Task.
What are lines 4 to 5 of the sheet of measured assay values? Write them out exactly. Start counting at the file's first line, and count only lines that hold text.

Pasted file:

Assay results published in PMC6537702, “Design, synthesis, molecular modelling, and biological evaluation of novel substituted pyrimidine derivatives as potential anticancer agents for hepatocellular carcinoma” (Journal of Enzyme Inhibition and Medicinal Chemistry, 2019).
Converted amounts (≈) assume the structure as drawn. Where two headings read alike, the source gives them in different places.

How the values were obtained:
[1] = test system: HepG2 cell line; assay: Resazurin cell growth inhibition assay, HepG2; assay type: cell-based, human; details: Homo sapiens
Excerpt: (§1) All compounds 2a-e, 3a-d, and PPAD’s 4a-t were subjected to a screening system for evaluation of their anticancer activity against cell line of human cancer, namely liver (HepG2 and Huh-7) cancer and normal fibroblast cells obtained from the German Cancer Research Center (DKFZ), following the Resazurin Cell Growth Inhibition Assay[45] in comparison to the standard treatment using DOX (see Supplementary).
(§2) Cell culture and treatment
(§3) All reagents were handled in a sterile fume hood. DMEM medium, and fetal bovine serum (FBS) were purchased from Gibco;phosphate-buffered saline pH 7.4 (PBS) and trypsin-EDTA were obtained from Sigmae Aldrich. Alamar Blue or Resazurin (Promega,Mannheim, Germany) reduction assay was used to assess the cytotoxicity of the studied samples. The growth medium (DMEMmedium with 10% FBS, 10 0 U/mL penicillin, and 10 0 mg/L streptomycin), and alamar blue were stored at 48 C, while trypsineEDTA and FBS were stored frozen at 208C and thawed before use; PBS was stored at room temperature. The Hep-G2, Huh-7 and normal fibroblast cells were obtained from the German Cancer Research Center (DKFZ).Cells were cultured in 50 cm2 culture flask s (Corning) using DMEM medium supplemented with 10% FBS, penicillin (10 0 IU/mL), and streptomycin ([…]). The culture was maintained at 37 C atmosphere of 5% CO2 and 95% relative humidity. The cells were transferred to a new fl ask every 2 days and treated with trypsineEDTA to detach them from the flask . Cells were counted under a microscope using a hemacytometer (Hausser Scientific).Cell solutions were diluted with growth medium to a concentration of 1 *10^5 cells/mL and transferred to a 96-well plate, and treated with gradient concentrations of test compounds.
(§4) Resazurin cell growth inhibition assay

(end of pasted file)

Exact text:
[1] = test system: HepG2 cell line; assay: Resazurin cell growth inhibition assay, HepG2; assay type: cell-based, human; details: Homo sapiens
Excerpt: (§1) All compounds 2a-e, 3a-d, and PPAD’s 4a-t were subjected to a screening system for evaluation of their anticancer activity against cell line of human cancer, namely liver (HepG2 and Huh-7) cancer and normal fibroblast cells obtained from the German Cancer Research Center (DKFZ), following the Resazurin Cell Growth Inhibition Assay[45] in comparison to the standard treatment using DOX (see Supplementary).